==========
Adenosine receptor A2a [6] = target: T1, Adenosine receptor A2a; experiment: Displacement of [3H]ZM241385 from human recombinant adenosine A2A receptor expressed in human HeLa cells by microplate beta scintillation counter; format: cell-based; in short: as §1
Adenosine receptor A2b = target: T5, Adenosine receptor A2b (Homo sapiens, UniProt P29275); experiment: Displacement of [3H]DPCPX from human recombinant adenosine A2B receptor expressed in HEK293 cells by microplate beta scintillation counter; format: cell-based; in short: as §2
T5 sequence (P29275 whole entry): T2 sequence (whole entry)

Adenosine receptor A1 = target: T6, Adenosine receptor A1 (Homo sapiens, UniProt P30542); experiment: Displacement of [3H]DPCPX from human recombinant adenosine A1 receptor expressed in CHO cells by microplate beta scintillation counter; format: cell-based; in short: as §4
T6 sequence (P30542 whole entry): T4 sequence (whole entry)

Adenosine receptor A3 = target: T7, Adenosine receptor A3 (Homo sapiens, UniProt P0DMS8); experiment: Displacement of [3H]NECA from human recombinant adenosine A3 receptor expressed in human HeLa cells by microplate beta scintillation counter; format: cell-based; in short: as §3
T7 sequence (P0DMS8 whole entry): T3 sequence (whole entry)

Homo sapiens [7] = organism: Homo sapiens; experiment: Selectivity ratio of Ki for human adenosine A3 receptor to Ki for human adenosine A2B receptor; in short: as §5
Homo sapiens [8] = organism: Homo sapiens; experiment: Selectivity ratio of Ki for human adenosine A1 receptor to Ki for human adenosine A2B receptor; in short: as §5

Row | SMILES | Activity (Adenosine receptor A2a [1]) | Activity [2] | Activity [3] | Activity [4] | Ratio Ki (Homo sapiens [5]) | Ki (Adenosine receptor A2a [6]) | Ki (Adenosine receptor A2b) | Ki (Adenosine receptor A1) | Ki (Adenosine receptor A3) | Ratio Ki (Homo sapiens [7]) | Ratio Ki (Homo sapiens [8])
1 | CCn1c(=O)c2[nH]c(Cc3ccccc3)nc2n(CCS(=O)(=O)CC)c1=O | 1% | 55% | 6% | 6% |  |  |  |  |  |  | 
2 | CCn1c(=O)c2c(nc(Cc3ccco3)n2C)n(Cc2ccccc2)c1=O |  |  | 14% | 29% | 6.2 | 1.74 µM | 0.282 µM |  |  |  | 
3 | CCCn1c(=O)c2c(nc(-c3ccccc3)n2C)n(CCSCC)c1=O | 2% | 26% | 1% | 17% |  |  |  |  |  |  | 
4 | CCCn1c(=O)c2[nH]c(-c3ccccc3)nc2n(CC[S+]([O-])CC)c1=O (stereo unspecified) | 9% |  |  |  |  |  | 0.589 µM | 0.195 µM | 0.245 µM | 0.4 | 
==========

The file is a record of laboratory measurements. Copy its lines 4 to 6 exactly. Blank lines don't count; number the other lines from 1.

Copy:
Adenosine receptor A1 = target: T6, Adenosine receptor A1 (Homo sapiens, UniProt P30542); experiment: Displacement of [3H]DPCPX from human recombinant adenosine A1 receptor expressed in CHO cells by microplate beta scintillation counter; format: cell-based; in short: as §4
T6 sequence (P30542 whole entry): T4 sequence (whole entry)

Adenosine receptor A3 = target: T7, Adenosine receptor A3 (Homo sapiens, UniProt P0DMS8); experiment: Displacement of [3H]NECA from human recombinant adenosine A3 receptor expressed in human HeLa cells by microplate beta scintillation counter; format: cell-based; in short: as §3